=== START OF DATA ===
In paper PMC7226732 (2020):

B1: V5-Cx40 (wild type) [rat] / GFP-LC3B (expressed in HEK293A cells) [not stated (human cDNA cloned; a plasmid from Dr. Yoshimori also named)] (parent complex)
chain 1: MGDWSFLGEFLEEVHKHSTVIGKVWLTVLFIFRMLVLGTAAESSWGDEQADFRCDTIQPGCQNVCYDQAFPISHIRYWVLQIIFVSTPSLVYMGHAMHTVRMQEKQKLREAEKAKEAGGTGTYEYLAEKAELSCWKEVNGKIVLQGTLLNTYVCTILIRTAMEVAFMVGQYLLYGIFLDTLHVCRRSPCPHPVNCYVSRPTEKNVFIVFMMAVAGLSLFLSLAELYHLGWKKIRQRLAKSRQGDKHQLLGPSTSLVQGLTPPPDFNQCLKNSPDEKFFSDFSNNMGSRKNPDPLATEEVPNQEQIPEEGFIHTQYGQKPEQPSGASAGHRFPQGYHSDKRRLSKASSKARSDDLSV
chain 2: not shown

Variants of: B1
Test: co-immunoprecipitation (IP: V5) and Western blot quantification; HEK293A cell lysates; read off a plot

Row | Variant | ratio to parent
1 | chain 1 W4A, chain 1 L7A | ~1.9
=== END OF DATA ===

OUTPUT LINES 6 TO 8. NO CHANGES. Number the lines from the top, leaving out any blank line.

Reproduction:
Test: co-immunoprecipitation (IP: V5) and Western blot quantification; HEK293A cell lysates; read off a plot

Row | Variant | ratio to parent
1 | chain 1 W4A, chain 1 L7A | ~1.9